Diabetes is a global epidemic with 246 million people affected, and the prevalence is expected to double by 2030. The disease represents a significant public health problem. Diabetes within the Veterans Health Administration (VHA) poses a significant challenge because the estimated prevalence of diabetes among its enrolled patients is as high as 20%, substantially higher than the general population. Diabetes is the third most common VHA diagnosis and accounted for 25% of pharmacy costs and over 1.7 million hospital bed days. Diabetic retinopathy is the leading cause of vision loss in middle-aged adults. Despite the use of therapeutics targeting the vascular endothelial growth factor (VEGF), the majority of patients do not recover vision, and the effect is transient, needing repeated intravitreal injections of drugs. Our long-term goal is o fully characterize a novel pathway, sphingosine 1 phosphate (S1P) in diabetic retinopathy, and identify novel targets for the treatment of this blinding condition, macular edema. Pericyte loss is the classic histologic finding of early diabetic retinopathy in the human retina. It is possibl that earlier "pericyte dysfunction" occurs even before pericyte loss. It is not known how this pericyte change in diabetes further leads to increased vaso-permeability in retinal vessels. In new and exciting findings, we have shown that pericytes can regulate the expression of N- cadherin in endothelial cells that is necessary for proper endothelial-pericyte interactions, and that perictyes produce sphingosine 1 phosphate (S1P), among other molecules, that appears to play a role in the regulation of endothelial barrier function. The central hypothesis of this proposal is that pericyte- derived sphingosine 1-phosphate (S1P) maintains the normal Blood-Retinal Barrier and disruption of the S1P pathway in early diabetic retinopathy leads to the alteration of cell-cell interactions and changes in vascular permeability. The rationale for the proposed research is that understanding the mechanism of the S1P pathway in diabetes will help us in identifying novel targets that can prevent or reverse the damage to the blood-retinal barrier in macular edema, that afflict 14- 25% of all patients with diabetes. Based on our preliminary data, we will test the hypothesis with the following specific aims: i) to identify the mechanisms by which pericytes contribute to the maintenance of the blood-retinal barrier ii) to determine the extent to which diabetes modifies endothelial-pericyte interactions and components of the S1P pathway leading to breakdown of the blood-retinal-barrier and iii) to evaluate the effectiveness of compounds that target the components of the S1P pathway to prevent or reverse increased retinal vascular permeability in the diabetic animal. The proposed research is significant because the study will help us to better understanding how pericytes normally contribute to the stabilization of cell-cell junctions and the blood-retinal barrier, and how this process may be disrupted during the development of diabetic retinopathy. Our approach is innovative because this proposal introduces an innovative strategy that targets the mechanisms of stabilizing the initial step of pericyte dysfunction in diabetes, a critical upstrea event for the development of diabetic macular edema. ))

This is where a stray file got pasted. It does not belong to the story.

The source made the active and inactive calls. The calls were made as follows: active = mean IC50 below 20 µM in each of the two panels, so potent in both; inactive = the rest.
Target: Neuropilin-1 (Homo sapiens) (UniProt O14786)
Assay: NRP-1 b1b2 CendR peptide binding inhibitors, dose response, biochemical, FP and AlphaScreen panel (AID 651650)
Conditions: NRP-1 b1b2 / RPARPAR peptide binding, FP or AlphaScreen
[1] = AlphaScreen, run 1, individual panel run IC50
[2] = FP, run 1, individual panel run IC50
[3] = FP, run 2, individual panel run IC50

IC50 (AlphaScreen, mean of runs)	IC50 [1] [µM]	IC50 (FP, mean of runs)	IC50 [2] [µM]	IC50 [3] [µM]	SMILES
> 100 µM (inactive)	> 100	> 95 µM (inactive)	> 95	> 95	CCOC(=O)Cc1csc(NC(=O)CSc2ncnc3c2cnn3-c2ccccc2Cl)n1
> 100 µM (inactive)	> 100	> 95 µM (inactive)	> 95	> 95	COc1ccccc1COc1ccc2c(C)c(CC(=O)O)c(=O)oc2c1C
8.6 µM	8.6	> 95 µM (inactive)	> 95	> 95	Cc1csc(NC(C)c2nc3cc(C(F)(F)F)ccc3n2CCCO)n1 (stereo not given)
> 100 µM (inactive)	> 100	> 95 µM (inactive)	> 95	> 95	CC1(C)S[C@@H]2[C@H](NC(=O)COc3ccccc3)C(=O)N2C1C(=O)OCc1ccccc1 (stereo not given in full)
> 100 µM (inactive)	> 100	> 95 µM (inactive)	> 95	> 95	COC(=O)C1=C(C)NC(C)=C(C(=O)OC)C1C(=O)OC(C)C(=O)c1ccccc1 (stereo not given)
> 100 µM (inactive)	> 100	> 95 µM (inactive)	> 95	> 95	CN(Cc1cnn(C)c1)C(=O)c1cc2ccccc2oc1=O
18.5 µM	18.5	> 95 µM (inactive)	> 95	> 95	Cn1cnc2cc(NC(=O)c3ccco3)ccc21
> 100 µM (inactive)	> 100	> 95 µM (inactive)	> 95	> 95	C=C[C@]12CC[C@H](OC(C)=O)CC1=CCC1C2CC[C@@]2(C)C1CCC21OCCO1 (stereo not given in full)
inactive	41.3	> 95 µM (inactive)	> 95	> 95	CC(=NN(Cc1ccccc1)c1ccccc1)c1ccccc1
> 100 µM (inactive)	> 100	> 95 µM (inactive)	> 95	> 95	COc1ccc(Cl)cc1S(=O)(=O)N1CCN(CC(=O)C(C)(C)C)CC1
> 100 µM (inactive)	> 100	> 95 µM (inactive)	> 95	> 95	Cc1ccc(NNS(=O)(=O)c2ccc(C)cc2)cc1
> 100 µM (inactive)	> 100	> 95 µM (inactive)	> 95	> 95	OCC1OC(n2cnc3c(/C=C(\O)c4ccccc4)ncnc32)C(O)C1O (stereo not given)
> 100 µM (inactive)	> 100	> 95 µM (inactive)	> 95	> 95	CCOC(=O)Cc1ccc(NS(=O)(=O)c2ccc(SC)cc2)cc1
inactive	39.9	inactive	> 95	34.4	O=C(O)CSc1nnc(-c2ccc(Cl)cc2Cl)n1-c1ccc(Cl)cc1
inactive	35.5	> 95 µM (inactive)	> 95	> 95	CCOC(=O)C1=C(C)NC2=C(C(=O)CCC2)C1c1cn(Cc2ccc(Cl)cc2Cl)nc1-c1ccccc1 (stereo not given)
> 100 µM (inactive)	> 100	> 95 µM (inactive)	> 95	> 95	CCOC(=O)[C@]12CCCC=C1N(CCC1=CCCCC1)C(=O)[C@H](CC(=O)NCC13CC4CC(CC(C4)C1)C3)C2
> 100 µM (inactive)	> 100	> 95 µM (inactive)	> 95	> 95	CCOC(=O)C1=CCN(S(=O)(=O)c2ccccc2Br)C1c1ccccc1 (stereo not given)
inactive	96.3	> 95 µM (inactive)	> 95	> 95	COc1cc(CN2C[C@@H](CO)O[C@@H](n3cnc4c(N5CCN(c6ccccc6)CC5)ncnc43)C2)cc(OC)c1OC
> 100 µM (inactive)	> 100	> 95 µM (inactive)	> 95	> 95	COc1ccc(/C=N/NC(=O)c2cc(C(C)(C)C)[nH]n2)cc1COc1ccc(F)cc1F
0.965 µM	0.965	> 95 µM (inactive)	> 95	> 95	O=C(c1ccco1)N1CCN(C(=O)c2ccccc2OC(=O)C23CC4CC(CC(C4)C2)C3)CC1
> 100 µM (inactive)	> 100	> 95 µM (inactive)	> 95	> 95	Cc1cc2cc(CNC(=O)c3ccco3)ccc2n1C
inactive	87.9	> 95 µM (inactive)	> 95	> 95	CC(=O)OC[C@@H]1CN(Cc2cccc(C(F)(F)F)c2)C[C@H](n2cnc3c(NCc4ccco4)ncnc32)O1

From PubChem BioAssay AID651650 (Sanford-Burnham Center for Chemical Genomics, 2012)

Public Health Relevance

Diabetes is the third most common VHA diagnosis and accounts for 25% of pharmacy costs and over 1.7 million hospital bed days. Diabetic retinopathy, one of the complications of this devastating disease is the leading cause of blindness in middle aged adults. Despite the use of laser and new pharmacotherapies, the majority of patients do not recover vision and the effect is transient. Our project will investigate the mechanisms that contribute to the development of retinal edema in diabetic retinopathy and potential new therapeutic approaches to treatment. Specifically this research will investigate the role of a novel molecule, S1P, in the development of diabetic retinal edema and how this molecule might serve as a new therapeutic target for treatment of diabetic retinopathy. )

Agency
National Institute of Health (NIH)
Type
Non-HHS Research Projects (I01)
Project #
5I01BX001801-02
Application #
8659186
Study Section
Neurobiology C (NURC)
Project Start
Project End
Budget Start
Budget End
Support Year
2
Fiscal Year
2014
Total Cost
Indirect Cost
Name
Albuquerque VA Medical Center
Department
Type
DUNS #
City
Albuquerque
State
NM
Country
United States
Zip Code
87108